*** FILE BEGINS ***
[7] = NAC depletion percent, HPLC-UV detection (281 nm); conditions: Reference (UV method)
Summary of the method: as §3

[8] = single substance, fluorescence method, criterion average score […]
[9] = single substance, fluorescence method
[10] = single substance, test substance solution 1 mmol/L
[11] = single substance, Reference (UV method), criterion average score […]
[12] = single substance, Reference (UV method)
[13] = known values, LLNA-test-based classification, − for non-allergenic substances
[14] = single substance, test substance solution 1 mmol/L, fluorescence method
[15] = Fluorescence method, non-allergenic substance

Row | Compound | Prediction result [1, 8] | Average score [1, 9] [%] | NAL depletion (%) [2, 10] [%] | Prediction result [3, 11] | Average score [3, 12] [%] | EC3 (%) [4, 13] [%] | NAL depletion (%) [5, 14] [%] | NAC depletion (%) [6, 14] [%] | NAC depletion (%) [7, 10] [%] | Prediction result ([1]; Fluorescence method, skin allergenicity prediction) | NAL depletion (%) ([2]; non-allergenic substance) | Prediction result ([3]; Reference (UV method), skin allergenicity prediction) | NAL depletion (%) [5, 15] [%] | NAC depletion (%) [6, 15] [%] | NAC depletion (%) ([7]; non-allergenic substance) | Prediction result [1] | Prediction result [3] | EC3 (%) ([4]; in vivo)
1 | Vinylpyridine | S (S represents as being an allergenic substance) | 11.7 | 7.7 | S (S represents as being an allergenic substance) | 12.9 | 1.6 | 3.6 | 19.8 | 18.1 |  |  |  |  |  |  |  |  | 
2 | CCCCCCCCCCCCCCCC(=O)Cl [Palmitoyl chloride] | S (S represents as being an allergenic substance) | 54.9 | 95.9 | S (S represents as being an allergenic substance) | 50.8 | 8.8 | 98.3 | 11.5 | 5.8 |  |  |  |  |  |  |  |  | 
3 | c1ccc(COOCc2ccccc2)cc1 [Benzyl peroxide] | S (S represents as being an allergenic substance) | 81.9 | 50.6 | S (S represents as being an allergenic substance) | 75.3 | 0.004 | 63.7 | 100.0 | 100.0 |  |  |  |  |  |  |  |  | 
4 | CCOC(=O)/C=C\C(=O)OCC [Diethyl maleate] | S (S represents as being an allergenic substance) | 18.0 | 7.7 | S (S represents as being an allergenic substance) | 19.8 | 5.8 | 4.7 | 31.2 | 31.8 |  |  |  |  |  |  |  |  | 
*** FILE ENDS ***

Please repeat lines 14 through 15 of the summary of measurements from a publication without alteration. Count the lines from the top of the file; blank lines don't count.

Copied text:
3 | c1ccc(COOCc2ccccc2)cc1 [Benzyl peroxide] | S (S represents as being an allergenic substance) | 81.9 | 50.6 | S (S represents as being an allergenic substance) | 75.3 | 0.004 | 63.7 | 100.0 | 100.0 |  |  |  |  |  |  |  |  | 
4 | CCOC(=O)/C=C\C(=O)OCC [Diethyl maleate] | S (S represents as being an allergenic substance) | 18.0 | 7.7 | S (S represents as being an allergenic substance) | 19.8 | 5.8 | 4.7 | 31.2 | 31.8 |  |  |  |  |  |  |  |  | 